News Letters & Publications
Proposed AAD Grand Challenges
Please comment on or suggest others (contact us). Submissions for consideration as ANS Nuclear Grand Challenges due by Friday, March 3, 2017.
Dispose of spent nuclear fuel using Accelerator Driven Systems
This grand challenge is intended for developing an innovative safe approach for disposing of the total spent nuclear fuel inventory of USA. This approach utilizes only a few, up to four, Accelerator Driven Systems (ADS). Each has a subcritical core driven by proton accelerator utilizing the current technologies with limited extrapolation. The proton beam power and the engineering design constraints of the spallation target define the number of systems. These systems remove the long-term radiotoxicity of the spent fuel, generate energy to recover its cost, eliminate the need for a large geological repository, and avoid the use of fuel reprocessing steps. In the spent fuel disposal process, the long term fission produces will be transmuted to stable isotopes and the minor actinides will be fissioned for generating energy. In addition, these systems have several safety and operational advantages.
Accelerate new materials licensing for nuclear applications using ion beam irradiation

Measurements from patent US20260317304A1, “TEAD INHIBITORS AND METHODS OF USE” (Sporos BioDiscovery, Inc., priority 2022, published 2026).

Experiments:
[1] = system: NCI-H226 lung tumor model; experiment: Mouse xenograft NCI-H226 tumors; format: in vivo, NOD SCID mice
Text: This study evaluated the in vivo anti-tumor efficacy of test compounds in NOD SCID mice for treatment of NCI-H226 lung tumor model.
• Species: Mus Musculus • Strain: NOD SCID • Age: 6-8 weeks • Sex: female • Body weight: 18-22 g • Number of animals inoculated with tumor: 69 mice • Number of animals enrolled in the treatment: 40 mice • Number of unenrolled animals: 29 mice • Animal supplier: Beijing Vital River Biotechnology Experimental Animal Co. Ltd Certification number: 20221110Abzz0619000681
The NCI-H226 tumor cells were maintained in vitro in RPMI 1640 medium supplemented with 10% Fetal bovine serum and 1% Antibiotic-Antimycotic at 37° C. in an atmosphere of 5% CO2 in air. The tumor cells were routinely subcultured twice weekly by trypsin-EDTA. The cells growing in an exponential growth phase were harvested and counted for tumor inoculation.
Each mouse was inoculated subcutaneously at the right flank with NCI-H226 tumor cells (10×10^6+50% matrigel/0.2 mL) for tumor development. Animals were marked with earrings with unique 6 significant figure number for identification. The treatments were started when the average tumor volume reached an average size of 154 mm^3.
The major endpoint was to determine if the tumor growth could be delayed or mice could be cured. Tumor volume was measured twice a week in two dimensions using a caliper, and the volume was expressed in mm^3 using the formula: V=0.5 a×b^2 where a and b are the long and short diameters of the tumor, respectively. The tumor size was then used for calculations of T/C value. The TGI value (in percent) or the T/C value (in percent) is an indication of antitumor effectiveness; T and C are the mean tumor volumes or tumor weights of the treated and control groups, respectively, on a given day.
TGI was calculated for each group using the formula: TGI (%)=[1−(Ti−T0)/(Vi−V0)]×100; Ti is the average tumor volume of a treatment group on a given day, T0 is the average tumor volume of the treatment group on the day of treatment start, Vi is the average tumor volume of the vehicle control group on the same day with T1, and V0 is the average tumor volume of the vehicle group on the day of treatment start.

Decades of ion beam irradiation has proven it to be an extremely useful tool to enhance the understanding of radiation damage in materials for nuclear applications. Inducing radiation damage utilizing ion beams in structural materials and fuels causes high displacement damage rates and therefore accelerates the research on the materials response under these conditions. In addition, the conditions in ion beam accelerators can be extremely well controlled allowing for repeatable experiments. The promise of accelerated research using ion beams has triggered the development of a large number of materials irradiation facilities in recent times. However, the ultimate question how the basic research conducted using this approach can lead to an accelerated certification and licensing process for materials considered in nuclear power applications is still open. What is the scientific path the community needs to take to truly accelerate materials deployment for nuclear power applications?